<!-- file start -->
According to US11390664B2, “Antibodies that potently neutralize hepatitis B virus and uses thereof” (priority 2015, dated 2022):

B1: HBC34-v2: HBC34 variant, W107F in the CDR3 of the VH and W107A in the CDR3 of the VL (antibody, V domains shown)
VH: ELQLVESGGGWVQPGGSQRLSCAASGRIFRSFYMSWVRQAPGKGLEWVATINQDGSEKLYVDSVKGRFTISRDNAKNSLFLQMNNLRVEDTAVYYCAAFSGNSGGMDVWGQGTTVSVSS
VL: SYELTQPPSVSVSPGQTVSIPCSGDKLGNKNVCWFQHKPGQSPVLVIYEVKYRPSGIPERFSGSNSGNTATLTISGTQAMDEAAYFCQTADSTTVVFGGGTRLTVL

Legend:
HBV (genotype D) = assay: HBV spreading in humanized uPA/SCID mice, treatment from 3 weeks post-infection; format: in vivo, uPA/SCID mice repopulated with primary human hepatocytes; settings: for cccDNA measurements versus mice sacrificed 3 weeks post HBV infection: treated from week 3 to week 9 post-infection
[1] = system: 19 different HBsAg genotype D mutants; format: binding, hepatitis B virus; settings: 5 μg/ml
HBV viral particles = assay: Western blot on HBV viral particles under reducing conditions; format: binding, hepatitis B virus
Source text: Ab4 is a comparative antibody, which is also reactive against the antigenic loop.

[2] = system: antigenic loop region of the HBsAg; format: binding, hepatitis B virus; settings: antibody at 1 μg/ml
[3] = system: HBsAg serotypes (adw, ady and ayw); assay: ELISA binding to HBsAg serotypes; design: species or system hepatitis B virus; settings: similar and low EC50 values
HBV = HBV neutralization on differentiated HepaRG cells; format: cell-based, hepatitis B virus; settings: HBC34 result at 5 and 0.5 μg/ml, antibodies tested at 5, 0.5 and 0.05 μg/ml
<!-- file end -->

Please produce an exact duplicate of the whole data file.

According to US11390664B2, “Antibodies that potently neutralize hepatitis B virus and uses thereof” (priority 2015, dated 2022):

B1: HBC34-v2: HBC34 variant, W107F in the CDR3 of the VH and W107A in the CDR3 of the VL (antibody, V domains shown)
VH: ELQLVESGGGWVQPGGSQRLSCAASGRIFRSFYMSWVRQAPGKGLEWVATINQDGSEKLYVDSVKGRFTISRDNAKNSLFLQMNNLRVEDTAVYYCAAFSGNSGGMDVWGQGTTVSVSS
VL: SYELTQPPSVSVSPGQTVSIPCSGDKLGNKNVCWFQHKPGQSPVLVIYEVKYRPSGIPERFSGSNSGNTATLTISGTQAMDEAAYFCQTADSTTVVFGGGTRLTVL

Legend:
HBV (genotype D) = assay: HBV spreading in humanized uPA/SCID mice, treatment from 3 weeks post-infection; format: in vivo, uPA/SCID mice repopulated with primary human hepatocytes; settings: for cccDNA measurements versus mice sacrificed 3 weeks post HBV infection: treated from week 3 to week 9 post-infection
[1] = system: 19 different HBsAg genotype D mutants; format: binding, hepatitis B virus; settings: 5 μg/ml
HBV viral particles = assay: Western blot on HBV viral particles under reducing conditions; format: binding, hepatitis B virus
Source text: Ab4 is a comparative antibody, which is also reactive against the antigenic loop.

[2] = system: antigenic loop region of the HBsAg; format: binding, hepatitis B virus; settings: antibody at 1 μg/ml
[3] = system: HBsAg serotypes (adw, ady and ayw); assay: ELISA binding to HBsAg serotypes; design: species or system hepatitis B virus; settings: similar and low EC50 values
HBV = HBV neutralization on differentiated HepaRG cells; format: cell-based, hepatitis B virus; settings: HBC34 result at 5 and 0.5 μg/ml, antibodies tested at 5, 0.5 and 0.05 μg/ml